Arthur Henry King
When Arthur Henry King passed away in January of 2000, his life was in an entirely different place than where it had begun—not only in the literal sense of emigrating from the United Kingdom to the United States, but in many other surprising ways.
Brother King was born in Hampshire, England, to a 300-year Quaker family legacy. His father passed away when he was very young, leaving Brother King to rely on scholarships given to the best and brightest students to fund his education. Supported by the Society of Friends, King excelled in his schooling and eventually attended the University of Cambridge and Lund University in Sweden, where he earned his doctorate of literature in stylistics.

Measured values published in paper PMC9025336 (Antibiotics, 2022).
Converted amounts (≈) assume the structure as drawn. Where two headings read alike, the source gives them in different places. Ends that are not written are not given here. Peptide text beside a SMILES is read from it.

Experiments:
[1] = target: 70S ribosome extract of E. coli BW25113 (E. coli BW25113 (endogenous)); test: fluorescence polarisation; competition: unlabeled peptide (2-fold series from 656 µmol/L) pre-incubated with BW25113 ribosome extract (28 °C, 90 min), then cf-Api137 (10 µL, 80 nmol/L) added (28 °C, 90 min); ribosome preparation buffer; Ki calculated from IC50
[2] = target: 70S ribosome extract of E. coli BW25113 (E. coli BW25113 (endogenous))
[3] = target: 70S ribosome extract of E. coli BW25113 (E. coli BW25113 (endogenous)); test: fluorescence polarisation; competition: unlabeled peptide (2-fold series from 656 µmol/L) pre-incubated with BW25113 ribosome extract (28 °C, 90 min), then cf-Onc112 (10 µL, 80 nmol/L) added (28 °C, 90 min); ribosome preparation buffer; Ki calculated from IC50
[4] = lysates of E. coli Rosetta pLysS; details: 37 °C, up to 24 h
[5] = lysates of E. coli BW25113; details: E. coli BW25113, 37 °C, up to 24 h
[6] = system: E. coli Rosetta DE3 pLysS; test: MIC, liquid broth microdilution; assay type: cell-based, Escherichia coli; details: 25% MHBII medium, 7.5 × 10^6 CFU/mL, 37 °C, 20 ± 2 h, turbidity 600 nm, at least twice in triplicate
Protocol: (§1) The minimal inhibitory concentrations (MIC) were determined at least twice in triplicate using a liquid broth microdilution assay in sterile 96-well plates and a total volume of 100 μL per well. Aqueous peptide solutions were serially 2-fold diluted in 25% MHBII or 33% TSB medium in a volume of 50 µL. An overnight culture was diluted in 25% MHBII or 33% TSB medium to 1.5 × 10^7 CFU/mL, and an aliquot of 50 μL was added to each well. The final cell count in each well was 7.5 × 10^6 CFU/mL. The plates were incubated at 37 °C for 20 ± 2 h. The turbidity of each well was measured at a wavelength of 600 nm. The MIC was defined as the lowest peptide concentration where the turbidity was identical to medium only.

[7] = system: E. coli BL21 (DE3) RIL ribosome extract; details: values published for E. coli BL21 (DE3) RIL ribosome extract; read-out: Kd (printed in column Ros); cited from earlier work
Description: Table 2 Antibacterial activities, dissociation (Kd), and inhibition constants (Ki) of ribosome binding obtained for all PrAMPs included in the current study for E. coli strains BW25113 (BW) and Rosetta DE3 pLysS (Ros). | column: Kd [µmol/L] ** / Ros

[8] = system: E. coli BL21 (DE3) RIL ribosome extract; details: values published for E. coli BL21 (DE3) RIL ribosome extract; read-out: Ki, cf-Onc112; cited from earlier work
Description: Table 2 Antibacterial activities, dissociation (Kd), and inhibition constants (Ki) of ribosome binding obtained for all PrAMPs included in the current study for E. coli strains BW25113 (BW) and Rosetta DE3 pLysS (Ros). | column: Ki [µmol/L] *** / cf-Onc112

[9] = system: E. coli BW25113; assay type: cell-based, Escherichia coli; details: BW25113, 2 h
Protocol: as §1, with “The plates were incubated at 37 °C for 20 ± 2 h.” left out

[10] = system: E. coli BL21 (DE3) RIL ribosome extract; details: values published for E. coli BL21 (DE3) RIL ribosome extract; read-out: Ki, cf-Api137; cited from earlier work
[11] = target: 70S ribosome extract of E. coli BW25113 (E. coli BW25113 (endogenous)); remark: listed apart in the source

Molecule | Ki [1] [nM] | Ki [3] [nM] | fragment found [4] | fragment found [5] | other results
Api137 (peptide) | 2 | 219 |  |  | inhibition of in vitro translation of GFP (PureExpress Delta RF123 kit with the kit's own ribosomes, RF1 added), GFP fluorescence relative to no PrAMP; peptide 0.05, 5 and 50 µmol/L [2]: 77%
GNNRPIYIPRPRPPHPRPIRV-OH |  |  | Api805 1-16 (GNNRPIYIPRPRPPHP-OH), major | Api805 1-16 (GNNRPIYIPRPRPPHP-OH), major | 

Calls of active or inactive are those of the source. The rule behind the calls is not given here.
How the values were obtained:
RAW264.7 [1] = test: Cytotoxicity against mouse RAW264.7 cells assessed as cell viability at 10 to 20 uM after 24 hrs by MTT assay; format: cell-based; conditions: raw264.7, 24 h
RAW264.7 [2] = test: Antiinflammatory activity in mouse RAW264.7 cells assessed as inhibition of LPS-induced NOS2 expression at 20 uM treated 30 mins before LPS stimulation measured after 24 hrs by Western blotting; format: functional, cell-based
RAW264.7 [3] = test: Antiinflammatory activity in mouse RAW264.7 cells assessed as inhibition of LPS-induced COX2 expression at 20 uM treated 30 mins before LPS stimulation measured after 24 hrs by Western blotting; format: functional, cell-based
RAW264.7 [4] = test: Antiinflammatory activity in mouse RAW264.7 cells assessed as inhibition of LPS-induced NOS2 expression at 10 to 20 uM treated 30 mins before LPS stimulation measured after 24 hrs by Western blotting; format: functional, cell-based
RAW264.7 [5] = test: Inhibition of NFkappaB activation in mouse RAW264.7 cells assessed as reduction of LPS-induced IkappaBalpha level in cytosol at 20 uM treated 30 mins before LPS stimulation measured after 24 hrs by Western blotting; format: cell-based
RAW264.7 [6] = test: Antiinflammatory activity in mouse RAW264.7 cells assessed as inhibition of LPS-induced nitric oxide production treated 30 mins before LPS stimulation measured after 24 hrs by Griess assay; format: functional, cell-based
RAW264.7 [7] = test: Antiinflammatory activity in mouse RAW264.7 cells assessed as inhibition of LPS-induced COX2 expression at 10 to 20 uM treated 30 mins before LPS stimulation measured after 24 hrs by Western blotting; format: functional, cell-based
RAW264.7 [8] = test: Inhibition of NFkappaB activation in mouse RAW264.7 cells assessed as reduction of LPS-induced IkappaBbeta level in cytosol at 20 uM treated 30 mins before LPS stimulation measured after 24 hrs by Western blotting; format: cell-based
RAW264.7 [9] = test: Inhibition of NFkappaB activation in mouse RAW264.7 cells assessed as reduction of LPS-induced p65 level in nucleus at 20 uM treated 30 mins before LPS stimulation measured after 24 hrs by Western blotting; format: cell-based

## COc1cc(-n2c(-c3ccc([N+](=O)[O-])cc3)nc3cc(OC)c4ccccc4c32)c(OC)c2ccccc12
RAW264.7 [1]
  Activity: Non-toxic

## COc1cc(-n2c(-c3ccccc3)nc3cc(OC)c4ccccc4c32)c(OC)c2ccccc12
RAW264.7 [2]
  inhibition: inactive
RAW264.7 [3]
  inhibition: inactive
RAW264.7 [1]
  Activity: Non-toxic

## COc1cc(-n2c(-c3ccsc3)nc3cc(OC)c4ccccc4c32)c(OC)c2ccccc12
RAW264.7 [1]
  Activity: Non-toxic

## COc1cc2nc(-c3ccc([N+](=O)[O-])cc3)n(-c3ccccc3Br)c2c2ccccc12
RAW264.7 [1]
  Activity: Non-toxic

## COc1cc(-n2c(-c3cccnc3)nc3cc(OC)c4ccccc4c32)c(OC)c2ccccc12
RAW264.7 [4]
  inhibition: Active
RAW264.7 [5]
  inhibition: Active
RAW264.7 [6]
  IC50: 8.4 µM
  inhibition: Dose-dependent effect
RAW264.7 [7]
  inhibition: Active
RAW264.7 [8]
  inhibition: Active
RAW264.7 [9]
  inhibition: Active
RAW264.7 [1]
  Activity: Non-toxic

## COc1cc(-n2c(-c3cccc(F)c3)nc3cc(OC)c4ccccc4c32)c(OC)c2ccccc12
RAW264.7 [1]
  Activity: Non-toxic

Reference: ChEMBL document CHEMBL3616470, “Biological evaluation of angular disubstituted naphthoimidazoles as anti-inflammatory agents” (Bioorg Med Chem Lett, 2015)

After finishing his education, Brother King began focusing on educating the next generation. He began working as the assistant director-general of education in England. Later, he became an official in the British Council, a group concerned with the education of nations and people outside of Britain, where he served until 1971. For his work he was honored twice by the queen of England.
During his time with the British Council, Brother King’s life changed drastically. After losing his first wife in 1966, he met a woman of the LDS faith who would become his second wife. He was baptized shortly after. Following their marriage, he resigned from the British Council and accepted a position teaching English literature at Brigham Young University.
Brother King and his wife remained in Utah at BYU until 1986, when Brother King was called to be the president of the London England Temple. At the time of his passing, Arthur Henry King had published a great deal of his poetry and had become internationally known as both a poet and educator.